Randy Savage and Elizabeth ended SummerSlam with a wedding where nothing went wrong? Great! Too bad at the reception, Jake Roberts and the Undertaker attacked them.

Survivor Series ’91 had two main events going for it: Hulk Hogan defending the WWF Championship against the Undertaker and the team of Sid Justice, Big Boss Man, and the Legion of Doom vs. Jake Roberts, IRS, and the Natural Disasters. Sid got injured, so he rallied for the company to reinstate the retired Randy Savage to take his place. It was granted.

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Then Jake Roberts beat up Savage on an episode of Superstars and had a snake bite Savage’s arm. When it came time for Survivor Series, President Jack Tunney told the world that Savage was in bad shape and couldn’t compete, but he’d totally be 100% six days later and they’d do ANOTHER PPV for the sake of giving us Savage vs. Roberts.

On the same show, Undertaker beat Hogan for the title via plenty of cheating. Tunney stepped in and said, “Oh, we’ll be doing Hogan vs. Undertaker again in six days too! Buy Tuesday in Texas!”

The rest of Survivor Series was just a big commercial for This Tuesday in Texas and the main event was seriously Boss Man and Legion of Doom vs. IRS and the Disasters. Oof.

The Good

Slimy or not, it’s legitimately a good show. At only an hour and a half, the show featured five matches, starting us off with Bret Hart defending the Intercontinental Championship against Skinner. It’s your average Bret match, meaning at worst, it’s watchable.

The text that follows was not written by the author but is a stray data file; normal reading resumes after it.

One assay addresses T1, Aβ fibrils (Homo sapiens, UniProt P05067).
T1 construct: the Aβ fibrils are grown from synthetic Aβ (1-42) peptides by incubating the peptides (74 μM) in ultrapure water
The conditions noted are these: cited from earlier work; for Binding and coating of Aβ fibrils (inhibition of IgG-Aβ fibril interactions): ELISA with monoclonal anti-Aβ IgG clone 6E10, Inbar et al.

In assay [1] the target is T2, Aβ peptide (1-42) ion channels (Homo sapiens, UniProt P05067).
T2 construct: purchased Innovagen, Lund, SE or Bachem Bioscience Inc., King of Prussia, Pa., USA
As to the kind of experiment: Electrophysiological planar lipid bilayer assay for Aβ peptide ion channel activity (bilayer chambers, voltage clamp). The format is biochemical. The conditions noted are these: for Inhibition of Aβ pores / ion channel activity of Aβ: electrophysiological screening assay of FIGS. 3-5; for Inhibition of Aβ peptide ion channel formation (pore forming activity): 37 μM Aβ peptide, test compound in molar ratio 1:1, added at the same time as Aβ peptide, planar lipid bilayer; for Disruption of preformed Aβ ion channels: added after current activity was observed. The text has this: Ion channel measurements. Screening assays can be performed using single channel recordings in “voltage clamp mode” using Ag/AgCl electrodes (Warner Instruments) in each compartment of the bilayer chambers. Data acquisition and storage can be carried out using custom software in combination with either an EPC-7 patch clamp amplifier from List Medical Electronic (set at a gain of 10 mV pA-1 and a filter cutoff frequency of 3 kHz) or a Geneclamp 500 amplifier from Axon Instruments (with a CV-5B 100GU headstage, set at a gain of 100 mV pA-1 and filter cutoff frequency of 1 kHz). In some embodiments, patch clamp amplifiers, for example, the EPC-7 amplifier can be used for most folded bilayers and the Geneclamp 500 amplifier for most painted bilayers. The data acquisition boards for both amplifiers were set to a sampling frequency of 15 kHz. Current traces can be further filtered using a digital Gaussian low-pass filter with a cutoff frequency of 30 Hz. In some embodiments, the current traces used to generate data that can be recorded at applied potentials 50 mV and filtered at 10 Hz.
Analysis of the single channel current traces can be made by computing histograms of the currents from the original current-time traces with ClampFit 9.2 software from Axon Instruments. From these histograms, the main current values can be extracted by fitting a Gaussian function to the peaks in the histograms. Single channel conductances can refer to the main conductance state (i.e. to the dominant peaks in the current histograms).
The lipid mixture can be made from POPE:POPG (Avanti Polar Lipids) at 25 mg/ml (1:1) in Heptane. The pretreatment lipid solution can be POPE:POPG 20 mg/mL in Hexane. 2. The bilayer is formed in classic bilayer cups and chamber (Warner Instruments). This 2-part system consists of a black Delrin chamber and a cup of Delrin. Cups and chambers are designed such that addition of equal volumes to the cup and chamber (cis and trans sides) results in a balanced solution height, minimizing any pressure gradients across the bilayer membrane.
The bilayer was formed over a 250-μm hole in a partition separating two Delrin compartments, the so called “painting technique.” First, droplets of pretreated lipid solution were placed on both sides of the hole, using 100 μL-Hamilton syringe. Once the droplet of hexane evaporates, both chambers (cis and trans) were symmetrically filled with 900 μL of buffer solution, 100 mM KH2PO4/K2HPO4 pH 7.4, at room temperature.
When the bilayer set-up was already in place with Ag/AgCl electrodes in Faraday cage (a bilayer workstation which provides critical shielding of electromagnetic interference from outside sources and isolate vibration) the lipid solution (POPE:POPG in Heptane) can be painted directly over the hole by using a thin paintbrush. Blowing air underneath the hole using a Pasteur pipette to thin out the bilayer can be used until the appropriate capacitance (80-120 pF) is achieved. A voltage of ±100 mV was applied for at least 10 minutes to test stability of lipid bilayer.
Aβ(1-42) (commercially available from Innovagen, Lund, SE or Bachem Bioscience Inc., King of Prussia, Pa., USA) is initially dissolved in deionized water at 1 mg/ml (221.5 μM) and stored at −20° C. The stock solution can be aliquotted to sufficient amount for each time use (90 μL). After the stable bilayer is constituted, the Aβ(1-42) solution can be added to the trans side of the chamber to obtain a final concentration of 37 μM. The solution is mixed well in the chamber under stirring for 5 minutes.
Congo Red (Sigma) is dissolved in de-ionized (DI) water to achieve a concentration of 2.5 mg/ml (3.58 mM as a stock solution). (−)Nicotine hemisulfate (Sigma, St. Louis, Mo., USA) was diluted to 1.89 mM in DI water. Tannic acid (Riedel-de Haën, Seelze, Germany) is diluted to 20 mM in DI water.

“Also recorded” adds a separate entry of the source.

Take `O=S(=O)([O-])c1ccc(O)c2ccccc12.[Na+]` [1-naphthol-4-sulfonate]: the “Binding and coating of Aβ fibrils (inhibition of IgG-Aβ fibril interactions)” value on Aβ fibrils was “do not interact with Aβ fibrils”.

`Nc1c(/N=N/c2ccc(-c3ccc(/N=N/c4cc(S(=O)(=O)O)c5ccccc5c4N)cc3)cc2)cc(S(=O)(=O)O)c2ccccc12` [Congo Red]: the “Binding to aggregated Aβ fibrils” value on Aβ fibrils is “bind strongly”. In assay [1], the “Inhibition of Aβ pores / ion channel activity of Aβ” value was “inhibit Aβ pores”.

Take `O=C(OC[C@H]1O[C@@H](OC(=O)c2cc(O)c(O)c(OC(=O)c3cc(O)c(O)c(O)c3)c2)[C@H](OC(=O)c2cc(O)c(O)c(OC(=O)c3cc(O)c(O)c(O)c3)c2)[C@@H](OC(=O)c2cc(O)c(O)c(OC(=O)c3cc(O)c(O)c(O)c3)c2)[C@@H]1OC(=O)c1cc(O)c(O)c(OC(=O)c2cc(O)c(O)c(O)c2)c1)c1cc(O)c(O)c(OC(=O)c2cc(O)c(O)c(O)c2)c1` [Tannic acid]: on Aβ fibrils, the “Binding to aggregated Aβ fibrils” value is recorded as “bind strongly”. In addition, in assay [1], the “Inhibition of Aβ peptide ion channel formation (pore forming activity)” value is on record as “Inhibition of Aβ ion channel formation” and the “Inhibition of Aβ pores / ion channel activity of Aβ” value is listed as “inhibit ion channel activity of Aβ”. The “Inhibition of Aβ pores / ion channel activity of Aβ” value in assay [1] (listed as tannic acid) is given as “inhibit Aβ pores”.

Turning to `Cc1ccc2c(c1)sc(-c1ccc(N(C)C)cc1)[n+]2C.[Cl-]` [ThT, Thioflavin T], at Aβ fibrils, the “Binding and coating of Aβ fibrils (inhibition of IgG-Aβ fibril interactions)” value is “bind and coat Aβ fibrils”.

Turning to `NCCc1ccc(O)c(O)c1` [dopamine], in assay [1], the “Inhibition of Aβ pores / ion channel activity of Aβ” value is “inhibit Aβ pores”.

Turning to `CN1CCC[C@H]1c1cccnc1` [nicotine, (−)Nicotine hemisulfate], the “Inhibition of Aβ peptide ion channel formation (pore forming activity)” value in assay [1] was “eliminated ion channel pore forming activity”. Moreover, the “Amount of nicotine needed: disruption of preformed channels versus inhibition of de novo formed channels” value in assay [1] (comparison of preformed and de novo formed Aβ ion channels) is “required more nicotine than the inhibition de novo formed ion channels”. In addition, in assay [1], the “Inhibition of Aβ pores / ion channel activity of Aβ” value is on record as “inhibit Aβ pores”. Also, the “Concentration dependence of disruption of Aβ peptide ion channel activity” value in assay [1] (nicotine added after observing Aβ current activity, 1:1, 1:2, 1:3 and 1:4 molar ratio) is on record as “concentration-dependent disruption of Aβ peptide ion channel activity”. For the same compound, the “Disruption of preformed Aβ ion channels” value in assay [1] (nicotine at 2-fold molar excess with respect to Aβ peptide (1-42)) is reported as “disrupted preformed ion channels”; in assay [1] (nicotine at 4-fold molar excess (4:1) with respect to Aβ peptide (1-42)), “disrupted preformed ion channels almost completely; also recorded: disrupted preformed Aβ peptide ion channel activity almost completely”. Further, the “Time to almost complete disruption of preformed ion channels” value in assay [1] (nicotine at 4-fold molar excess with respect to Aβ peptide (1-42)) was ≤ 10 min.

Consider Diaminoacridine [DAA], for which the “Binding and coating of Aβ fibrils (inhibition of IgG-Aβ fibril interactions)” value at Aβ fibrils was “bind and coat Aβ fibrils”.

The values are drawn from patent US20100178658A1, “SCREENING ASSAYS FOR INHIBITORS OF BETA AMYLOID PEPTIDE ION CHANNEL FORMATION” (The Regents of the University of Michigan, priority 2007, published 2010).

The two main events are what make the show. Savage vs. Roberts is less about the match itself and more about the comparatively edgy angle that comes out of it. Savage is already going into the match pissed off at the guy who ruined his wedding and attacked him with a poisonous cobra. Things escalate even further, which includes Jake dropping Savage with three DDTs, demanding Elizabeth beg for Savage’s life, and then slapping her. Later in the show, Savage goes full ham, torn between his violent hatred for Roberts and his hatred for himself for being at fault.

Hogan vs. Undertaker is far better than their Survivor Series match, outside of Undertaker accidentally tripping over himself during the climax. It works because it dives into being this superhero battle, where the narrative really makes it appear as the irresistible force meeting the immovable object.